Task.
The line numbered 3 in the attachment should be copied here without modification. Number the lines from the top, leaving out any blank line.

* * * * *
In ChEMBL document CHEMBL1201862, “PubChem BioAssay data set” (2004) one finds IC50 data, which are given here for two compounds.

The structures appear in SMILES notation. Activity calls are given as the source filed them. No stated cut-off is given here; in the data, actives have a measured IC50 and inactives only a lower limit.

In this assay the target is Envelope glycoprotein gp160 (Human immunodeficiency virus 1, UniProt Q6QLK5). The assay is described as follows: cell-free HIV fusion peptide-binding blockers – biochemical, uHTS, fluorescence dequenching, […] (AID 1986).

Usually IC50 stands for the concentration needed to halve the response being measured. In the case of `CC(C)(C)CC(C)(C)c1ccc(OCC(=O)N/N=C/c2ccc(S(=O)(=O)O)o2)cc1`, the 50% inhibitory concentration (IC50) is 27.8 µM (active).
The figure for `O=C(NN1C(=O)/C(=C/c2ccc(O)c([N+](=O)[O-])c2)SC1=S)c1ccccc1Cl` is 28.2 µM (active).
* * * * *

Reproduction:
In this assay the target is Envelope glycoprotein gp160 (Human immunodeficiency virus 1, UniProt Q6QLK5). The assay is described as follows: cell-free HIV fusion peptide-binding blockers – biochemical, uHTS, fluorescence dequenching, […] (AID 1986).